by Laurel Winter from the June 8, 2015 issue

Tagline: Marie realized that a garden was a very nice place for love to grow!

Observations: I adored this story for so many reasons. It was so very skillfully written and I'll point out what impressed me.

In the beginning, we get a good feel for who Marie is. Right off the bat, we see her attraction to the man who parked next to her. We find out she has a small balcony that is too small for a garden planter, but big enough for the table where she would like to entertain. She likes to garden.

Then we see the guy again. We see he's polite, and that helps the reader like him as a potential mate for the heroine.

He waved her toward the garden gate. "You first," he said. "I have to figure out where I'm going."

We find out about the mix-up and there is some minor tension while we wonder how they'll fix the solution and then the guy suggests they share the garden plot. Is he interested? Maybe! We read on to find out.

For a little while we see them bonding and forming a connection through a thing they both like to do and when the day is over, we see them commit to the next day as a couple would, negotiating...

"Are you coming tomorrow?" she asked. "I mean, if we want to work together..."

"I'd like that," he said. "Around nine or ten?"

"Eight-thirty might be better," she said. "A good start before it gets too hot."

"You're right.," Greg agreed.

He offers to bring her coffee and asks how she likes it, so he's thoughtful and considerate, another plus.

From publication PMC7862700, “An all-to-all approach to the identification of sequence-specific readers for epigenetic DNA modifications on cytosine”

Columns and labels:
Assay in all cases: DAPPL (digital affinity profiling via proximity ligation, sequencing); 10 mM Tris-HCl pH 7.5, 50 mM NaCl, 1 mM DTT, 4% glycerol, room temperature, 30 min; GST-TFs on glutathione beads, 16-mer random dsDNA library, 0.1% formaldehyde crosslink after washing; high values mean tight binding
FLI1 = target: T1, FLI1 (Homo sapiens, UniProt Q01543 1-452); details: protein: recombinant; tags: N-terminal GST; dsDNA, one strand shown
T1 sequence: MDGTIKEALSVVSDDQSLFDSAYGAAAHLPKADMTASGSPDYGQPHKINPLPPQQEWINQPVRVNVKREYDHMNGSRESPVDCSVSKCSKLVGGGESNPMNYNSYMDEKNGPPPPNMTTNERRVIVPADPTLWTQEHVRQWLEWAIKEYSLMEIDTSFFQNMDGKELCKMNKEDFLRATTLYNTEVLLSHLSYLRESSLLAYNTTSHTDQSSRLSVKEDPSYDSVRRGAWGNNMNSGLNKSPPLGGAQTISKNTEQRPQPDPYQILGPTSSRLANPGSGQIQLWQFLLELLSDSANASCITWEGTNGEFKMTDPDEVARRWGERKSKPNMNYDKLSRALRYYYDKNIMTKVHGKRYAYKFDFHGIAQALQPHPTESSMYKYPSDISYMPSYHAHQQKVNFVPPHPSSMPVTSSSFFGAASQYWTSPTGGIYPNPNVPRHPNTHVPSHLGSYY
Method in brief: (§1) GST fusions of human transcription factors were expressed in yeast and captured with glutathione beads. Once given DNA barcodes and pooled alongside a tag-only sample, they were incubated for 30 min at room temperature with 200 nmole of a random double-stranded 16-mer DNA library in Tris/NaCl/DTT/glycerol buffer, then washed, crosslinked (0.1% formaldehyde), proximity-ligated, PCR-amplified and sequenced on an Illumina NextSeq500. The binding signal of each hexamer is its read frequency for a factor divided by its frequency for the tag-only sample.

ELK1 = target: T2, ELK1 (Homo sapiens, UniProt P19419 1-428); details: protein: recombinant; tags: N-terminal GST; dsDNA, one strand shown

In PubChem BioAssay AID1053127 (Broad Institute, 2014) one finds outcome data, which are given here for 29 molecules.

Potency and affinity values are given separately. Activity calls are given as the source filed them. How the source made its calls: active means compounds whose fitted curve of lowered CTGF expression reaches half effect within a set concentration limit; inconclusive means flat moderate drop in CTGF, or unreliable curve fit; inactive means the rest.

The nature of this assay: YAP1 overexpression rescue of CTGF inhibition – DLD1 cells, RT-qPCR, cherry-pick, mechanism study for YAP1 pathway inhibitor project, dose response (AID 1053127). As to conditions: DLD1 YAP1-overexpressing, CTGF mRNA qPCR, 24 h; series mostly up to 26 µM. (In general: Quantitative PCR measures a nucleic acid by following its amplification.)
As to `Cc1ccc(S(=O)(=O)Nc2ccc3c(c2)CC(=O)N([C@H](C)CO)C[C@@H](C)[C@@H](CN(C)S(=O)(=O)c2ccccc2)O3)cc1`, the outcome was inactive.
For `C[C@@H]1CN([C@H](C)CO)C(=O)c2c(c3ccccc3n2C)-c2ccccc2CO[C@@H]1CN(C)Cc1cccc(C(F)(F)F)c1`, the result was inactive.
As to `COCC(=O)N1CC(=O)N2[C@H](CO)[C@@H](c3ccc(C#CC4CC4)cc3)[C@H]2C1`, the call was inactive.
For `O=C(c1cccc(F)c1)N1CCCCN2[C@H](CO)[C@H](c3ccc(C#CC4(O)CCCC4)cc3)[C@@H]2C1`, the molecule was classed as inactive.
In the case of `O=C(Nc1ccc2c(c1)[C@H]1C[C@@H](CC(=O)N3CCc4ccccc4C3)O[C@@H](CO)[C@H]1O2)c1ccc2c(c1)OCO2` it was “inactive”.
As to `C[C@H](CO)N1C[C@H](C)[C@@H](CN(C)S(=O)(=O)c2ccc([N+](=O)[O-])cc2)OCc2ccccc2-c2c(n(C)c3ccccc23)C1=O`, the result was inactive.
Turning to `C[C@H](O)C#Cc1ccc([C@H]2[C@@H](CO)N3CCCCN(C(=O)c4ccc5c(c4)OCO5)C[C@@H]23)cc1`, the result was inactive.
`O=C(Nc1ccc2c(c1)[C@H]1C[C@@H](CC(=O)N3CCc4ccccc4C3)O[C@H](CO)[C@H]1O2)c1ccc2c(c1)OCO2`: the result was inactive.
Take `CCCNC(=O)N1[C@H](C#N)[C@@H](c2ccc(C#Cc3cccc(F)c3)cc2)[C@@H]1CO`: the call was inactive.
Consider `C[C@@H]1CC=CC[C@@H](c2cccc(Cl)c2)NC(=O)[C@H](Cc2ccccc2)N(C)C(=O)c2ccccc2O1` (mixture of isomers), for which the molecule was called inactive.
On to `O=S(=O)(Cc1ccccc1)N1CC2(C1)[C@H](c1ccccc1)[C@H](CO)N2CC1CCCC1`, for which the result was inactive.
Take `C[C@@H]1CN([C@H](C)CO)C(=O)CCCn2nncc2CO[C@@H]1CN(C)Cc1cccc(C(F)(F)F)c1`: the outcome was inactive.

Then, the best part is the ending. After all the groundwork has been laid for Greg and Marie's blooming (sorry about the pun) romance, the author refers back to the three goals Marie had thought about at the beginning of the story--having dirt under her fingernails, tomatoes in her future, and the possibility of having a friend over to share a drink on her tiny balcony. BOOM. That's how it's done, ladies and gentlemen.

Photo credit: Stacy via Flickr Creative Commons

Saturday, June 20, 2015

Johnny's Back

by Deanna Scott from the June 1, 2015 issue

Tagline: All through high school, Natalie had had a crush on her bad-boy neighbor. Now she was all grown up...and the bad boy was back!

Observations: I liked most of this story. There was a lot of backstory, but it didn't bug me. I like the old flame trope. I liked how Natalie talked to her dog. I liked how she was contemplating making a first move. I liked how they caught up with each other. But, for me, I didn't sense much attraction from him and when he finally asked her out? It should have felt inevitable, but instead, it felt awkward.